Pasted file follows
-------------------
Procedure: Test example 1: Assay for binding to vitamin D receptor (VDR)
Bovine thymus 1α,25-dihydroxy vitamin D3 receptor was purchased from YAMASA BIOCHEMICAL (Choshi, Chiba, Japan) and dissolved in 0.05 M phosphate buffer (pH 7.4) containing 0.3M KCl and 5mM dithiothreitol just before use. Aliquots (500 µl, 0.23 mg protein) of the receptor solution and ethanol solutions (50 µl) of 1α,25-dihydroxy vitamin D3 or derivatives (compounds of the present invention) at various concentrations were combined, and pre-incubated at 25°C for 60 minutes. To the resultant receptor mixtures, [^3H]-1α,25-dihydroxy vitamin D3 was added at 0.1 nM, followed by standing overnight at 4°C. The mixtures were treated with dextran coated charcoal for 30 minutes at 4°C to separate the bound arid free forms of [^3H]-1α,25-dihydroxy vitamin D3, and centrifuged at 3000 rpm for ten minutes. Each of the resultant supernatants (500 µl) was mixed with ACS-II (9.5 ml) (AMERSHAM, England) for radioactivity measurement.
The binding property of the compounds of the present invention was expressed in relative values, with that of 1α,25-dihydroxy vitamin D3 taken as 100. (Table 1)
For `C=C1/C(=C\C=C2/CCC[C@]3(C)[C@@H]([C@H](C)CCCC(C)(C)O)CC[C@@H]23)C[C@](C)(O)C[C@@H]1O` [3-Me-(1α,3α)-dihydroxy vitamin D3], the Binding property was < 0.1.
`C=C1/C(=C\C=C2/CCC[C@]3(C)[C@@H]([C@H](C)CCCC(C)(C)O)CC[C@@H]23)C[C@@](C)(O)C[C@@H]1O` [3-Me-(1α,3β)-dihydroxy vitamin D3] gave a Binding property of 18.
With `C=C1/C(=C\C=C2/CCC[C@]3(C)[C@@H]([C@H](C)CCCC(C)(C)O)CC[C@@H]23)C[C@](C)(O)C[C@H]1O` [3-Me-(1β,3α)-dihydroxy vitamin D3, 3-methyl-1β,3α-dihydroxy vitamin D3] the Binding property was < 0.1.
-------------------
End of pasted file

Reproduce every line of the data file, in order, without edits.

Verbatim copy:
Procedure: Test example 1: Assay for binding to vitamin D receptor (VDR)
Bovine thymus 1α,25-dihydroxy vitamin D3 receptor was purchased from YAMASA BIOCHEMICAL (Choshi, Chiba, Japan) and dissolved in 0.05 M phosphate buffer (pH 7.4) containing 0.3M KCl and 5mM dithiothreitol just before use. Aliquots (500 µl, 0.23 mg protein) of the receptor solution and ethanol solutions (50 µl) of 1α,25-dihydroxy vitamin D3 or derivatives (compounds of the present invention) at various concentrations were combined, and pre-incubated at 25°C for 60 minutes. To the resultant receptor mixtures, [^3H]-1α,25-dihydroxy vitamin D3 was added at 0.1 nM, followed by standing overnight at 4°C. The mixtures were treated with dextran coated charcoal for 30 minutes at 4°C to separate the bound arid free forms of [^3H]-1α,25-dihydroxy vitamin D3, and centrifuged at 3000 rpm for ten minutes. Each of the resultant supernatants (500 µl) was mixed with ACS-II (9.5 ml) (AMERSHAM, England) for radioactivity measurement.
The binding property of the compounds of the present invention was expressed in relative values, with that of 1α,25-dihydroxy vitamin D3 taken as 100. (Table 1)
For `C=C1/C(=C\C=C2/CCC[C@]3(C)[C@@H]([C@H](C)CCCC(C)(C)O)CC[C@@H]23)C[C@](C)(O)C[C@@H]1O` [3-Me-(1α,3α)-dihydroxy vitamin D3], the Binding property was < 0.1.
`C=C1/C(=C\C=C2/CCC[C@]3(C)[C@@H]([C@H](C)CCCC(C)(C)O)CC[C@@H]23)C[C@@](C)(O)C[C@@H]1O` [3-Me-(1α,3β)-dihydroxy vitamin D3] gave a Binding property of 18.
With `C=C1/C(=C\C=C2/CCC[C@]3(C)[C@@H]([C@H](C)CCCC(C)(C)O)CC[C@@H]23)C[C@](C)(O)C[C@H]1O` [3-Me-(1β,3α)-dihydroxy vitamin D3, 3-methyl-1β,3α-dihydroxy vitamin D3] the Binding property was < 0.1.